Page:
Many gardeners greet frost with a heavy heart. It’s a sign that winter has finally taken hold of our gardens and that any tender plants left outside will have succumbed to its icy grip. While we can protect prized specimens with sheets of fleece, mulches of straw or organic matter, cloches and heated greenhouses, without such shelter or insulation, a heavy frost spells disaster for all sorts of plants – from tender perennials to newly established plants, exotics, succulents and those valiant little half-hardy annuals that are still in bloom.
Frost can strike at any time from autumn until late spring. It normally forms on still, clear, cold nights, when the cool air makes water vapour condense and form droplets as dew. When the temperature falls below 0C (32F) the dew freezes into ice crystals.
There are five main types of frost:
● Air frost occurs when the air temperature falls below freezing point at least 1m (3ft 3in) above the ground
● Ground frost occurs when the surface of the ground, objects or trees, has fallen below freezing point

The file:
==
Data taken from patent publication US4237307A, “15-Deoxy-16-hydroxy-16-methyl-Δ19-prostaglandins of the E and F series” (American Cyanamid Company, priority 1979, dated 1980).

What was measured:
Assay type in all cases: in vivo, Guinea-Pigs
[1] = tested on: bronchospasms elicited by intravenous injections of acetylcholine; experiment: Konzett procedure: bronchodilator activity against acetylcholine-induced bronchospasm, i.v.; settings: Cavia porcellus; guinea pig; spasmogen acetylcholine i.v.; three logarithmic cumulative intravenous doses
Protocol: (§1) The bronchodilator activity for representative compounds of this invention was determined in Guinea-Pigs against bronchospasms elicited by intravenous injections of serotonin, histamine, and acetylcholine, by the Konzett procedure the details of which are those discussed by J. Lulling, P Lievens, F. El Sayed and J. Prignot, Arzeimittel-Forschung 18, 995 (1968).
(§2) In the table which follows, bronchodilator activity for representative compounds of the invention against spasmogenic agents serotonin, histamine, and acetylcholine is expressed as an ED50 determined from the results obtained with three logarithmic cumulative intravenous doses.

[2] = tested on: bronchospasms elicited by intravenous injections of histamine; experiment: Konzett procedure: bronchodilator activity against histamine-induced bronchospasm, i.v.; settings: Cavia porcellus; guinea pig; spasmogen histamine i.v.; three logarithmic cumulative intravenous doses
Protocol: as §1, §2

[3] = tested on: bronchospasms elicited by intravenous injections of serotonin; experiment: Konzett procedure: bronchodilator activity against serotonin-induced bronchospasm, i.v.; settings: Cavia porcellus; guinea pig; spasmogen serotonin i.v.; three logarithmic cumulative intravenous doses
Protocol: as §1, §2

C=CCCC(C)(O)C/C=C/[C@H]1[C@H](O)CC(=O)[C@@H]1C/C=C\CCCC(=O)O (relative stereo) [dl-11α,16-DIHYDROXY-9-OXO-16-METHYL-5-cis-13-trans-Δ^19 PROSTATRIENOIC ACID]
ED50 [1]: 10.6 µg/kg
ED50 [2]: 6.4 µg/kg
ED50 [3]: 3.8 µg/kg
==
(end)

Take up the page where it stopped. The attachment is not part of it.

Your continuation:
● Grass frost can occur when grass freezes but manmade concrete or Tarmac surfaces don’t, because they can hold onto warmth
● Hoar frost is a particularly feathery type of frost. Here the ice crystals form when the ground or surface temperature reaches freezing point before dew begins to form. Fog tends to prevent the formation of hoar frost, because it reduces surface cooling
● White frost is more globular than feathery. This occurs when dew forms first, then subsequently freezes.
Frost causes damage because plant cells contain water. As temperatures drop, so the water freezes into ice crystals that can rupture cell walls and contents, and stop plant proteins from working. Symptoms include stems collapsing and foliage becoming scorched, browned or blackened. Sometimes plants can die.
Not every frost is hard enough to kill plants, however. Conditions such as a morning fog can slow down the thawing process, giving plants a chance to thaw out slowly, resulting in less damage. Hardier species contain a type of anti-freeze made from complex sugars and amino acids, which can lower the freezing point of their cell contents, while many shrubs and trees rely on bark to act as an insulation layer.
What’s more, those plants growing in sheltered positions, out of frost pockets, next to the house or shaded from morning sunshine can often escape without any damage at all.
The good news is that a frost-damaged plant isn’t necessarily a write off. After the risk of frost has passed in late spring, the plant may start to show signs of life again. Trim off scorched growth back to an undamaged bud and the plant should respond by producing new shoots.